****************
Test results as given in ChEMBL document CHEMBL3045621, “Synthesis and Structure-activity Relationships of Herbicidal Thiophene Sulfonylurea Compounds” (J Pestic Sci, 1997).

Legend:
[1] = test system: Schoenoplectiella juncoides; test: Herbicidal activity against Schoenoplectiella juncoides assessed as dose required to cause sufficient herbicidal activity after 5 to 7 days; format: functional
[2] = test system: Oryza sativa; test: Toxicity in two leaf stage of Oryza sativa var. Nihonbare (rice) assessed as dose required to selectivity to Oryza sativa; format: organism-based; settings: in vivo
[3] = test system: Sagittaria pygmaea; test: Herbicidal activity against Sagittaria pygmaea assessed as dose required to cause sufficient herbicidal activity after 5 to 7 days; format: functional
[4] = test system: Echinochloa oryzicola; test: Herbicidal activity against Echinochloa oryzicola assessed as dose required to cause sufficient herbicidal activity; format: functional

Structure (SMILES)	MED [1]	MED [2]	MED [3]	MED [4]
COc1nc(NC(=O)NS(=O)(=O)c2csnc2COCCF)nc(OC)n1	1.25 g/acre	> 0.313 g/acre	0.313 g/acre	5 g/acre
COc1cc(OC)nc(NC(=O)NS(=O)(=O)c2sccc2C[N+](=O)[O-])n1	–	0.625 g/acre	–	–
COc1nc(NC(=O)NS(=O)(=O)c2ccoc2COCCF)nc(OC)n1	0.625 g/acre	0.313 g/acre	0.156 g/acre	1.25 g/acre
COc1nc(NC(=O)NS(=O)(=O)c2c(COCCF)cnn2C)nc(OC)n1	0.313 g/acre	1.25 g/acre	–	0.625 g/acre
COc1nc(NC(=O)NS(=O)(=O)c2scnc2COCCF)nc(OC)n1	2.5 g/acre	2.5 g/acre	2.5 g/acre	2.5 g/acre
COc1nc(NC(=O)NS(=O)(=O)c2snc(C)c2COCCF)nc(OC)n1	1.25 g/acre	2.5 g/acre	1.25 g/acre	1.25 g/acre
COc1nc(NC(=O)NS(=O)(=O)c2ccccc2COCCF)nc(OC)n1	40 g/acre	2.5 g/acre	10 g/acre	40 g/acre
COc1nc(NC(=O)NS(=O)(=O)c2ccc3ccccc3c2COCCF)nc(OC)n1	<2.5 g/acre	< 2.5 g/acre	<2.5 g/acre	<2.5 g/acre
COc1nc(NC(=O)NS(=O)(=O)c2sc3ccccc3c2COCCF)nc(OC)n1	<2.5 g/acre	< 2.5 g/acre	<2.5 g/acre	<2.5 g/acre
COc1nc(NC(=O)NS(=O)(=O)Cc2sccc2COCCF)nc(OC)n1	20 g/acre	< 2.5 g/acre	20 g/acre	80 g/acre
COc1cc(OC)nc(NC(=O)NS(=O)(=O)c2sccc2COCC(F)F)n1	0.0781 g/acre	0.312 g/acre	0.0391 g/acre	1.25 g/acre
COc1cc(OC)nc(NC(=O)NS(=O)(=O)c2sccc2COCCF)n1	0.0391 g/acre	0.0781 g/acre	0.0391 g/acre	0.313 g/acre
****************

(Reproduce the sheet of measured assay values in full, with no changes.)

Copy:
Test results as given in ChEMBL document CHEMBL3045621, “Synthesis and Structure-activity Relationships of Herbicidal Thiophene Sulfonylurea Compounds” (J Pestic Sci, 1997).

Legend:
[1] = test system: Schoenoplectiella juncoides; test: Herbicidal activity against Schoenoplectiella juncoides assessed as dose required to cause sufficient herbicidal activity after 5 to 7 days; format: functional
[2] = test system: Oryza sativa; test: Toxicity in two leaf stage of Oryza sativa var. Nihonbare (rice) assessed as dose required to selectivity to Oryza sativa; format: organism-based; settings: in vivo
[3] = test system: Sagittaria pygmaea; test: Herbicidal activity against Sagittaria pygmaea assessed as dose required to cause sufficient herbicidal activity after 5 to 7 days; format: functional
[4] = test system: Echinochloa oryzicola; test: Herbicidal activity against Echinochloa oryzicola assessed as dose required to cause sufficient herbicidal activity; format: functional

Structure (SMILES)	MED [1]	MED [2]	MED [3]	MED [4]
COc1nc(NC(=O)NS(=O)(=O)c2csnc2COCCF)nc(OC)n1	1.25 g/acre	> 0.313 g/acre	0.313 g/acre	5 g/acre
COc1cc(OC)nc(NC(=O)NS(=O)(=O)c2sccc2C[N+](=O)[O-])n1	–	0.625 g/acre	–	–
COc1nc(NC(=O)NS(=O)(=O)c2ccoc2COCCF)nc(OC)n1	0.625 g/acre	0.313 g/acre	0.156 g/acre	1.25 g/acre
COc1nc(NC(=O)NS(=O)(=O)c2c(COCCF)cnn2C)nc(OC)n1	0.313 g/acre	1.25 g/acre	–	0.625 g/acre
COc1nc(NC(=O)NS(=O)(=O)c2scnc2COCCF)nc(OC)n1	2.5 g/acre	2.5 g/acre	2.5 g/acre	2.5 g/acre
COc1nc(NC(=O)NS(=O)(=O)c2snc(C)c2COCCF)nc(OC)n1	1.25 g/acre	2.5 g/acre	1.25 g/acre	1.25 g/acre
COc1nc(NC(=O)NS(=O)(=O)c2ccccc2COCCF)nc(OC)n1	40 g/acre	2.5 g/acre	10 g/acre	40 g/acre
COc1nc(NC(=O)NS(=O)(=O)c2ccc3ccccc3c2COCCF)nc(OC)n1	<2.5 g/acre	< 2.5 g/acre	<2.5 g/acre	<2.5 g/acre
COc1nc(NC(=O)NS(=O)(=O)c2sc3ccccc3c2COCCF)nc(OC)n1	<2.5 g/acre	< 2.5 g/acre	<2.5 g/acre	<2.5 g/acre
COc1nc(NC(=O)NS(=O)(=O)Cc2sccc2COCCF)nc(OC)n1	20 g/acre	< 2.5 g/acre	20 g/acre	80 g/acre
COc1cc(OC)nc(NC(=O)NS(=O)(=O)c2sccc2COCC(F)F)n1	0.0781 g/acre	0.312 g/acre	0.0391 g/acre	1.25 g/acre
COc1cc(OC)nc(NC(=O)NS(=O)(=O)c2sccc2COCCF)n1	0.0391 g/acre	0.0781 g/acre	0.0391 g/acre	0.313 g/acre